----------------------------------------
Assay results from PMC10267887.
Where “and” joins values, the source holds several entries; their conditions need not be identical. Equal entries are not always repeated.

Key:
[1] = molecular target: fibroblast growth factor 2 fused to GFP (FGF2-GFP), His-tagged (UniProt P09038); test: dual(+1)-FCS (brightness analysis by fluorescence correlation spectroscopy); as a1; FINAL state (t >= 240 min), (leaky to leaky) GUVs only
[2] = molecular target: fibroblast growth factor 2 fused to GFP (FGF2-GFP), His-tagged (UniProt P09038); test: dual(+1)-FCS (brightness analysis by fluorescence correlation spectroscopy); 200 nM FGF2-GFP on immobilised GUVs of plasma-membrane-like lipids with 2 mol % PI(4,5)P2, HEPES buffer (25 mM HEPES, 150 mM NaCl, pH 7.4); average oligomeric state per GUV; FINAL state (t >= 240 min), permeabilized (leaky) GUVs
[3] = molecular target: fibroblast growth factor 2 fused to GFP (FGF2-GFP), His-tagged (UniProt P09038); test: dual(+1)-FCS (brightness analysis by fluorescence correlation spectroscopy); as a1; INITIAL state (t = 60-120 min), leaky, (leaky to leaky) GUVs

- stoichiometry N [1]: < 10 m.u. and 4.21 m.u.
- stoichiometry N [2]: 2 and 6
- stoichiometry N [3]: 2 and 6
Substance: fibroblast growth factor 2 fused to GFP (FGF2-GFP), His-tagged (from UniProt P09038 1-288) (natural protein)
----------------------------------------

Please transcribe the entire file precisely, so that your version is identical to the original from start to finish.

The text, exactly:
Assay results from PMC10267887.
Where “and” joins values, the source holds several entries; their conditions need not be identical. Equal entries are not always repeated.

Key:
[1] = molecular target: fibroblast growth factor 2 fused to GFP (FGF2-GFP), His-tagged (UniProt P09038); test: dual(+1)-FCS (brightness analysis by fluorescence correlation spectroscopy); as a1; FINAL state (t >= 240 min), (leaky to leaky) GUVs only
[2] = molecular target: fibroblast growth factor 2 fused to GFP (FGF2-GFP), His-tagged (UniProt P09038); test: dual(+1)-FCS (brightness analysis by fluorescence correlation spectroscopy); 200 nM FGF2-GFP on immobilised GUVs of plasma-membrane-like lipids with 2 mol % PI(4,5)P2, HEPES buffer (25 mM HEPES, 150 mM NaCl, pH 7.4); average oligomeric state per GUV; FINAL state (t >= 240 min), permeabilized (leaky) GUVs
[3] = molecular target: fibroblast growth factor 2 fused to GFP (FGF2-GFP), His-tagged (UniProt P09038); test: dual(+1)-FCS (brightness analysis by fluorescence correlation spectroscopy); as a1; INITIAL state (t = 60-120 min), leaky, (leaky to leaky) GUVs

- stoichiometry N [1]: < 10 m.u. and 4.21 m.u.
- stoichiometry N [2]: 2 and 6
- stoichiometry N [3]: 2 and 6
Substance: fibroblast growth factor 2 fused to GFP (FGF2-GFP), His-tagged (from UniProt P09038 1-288) (natural protein)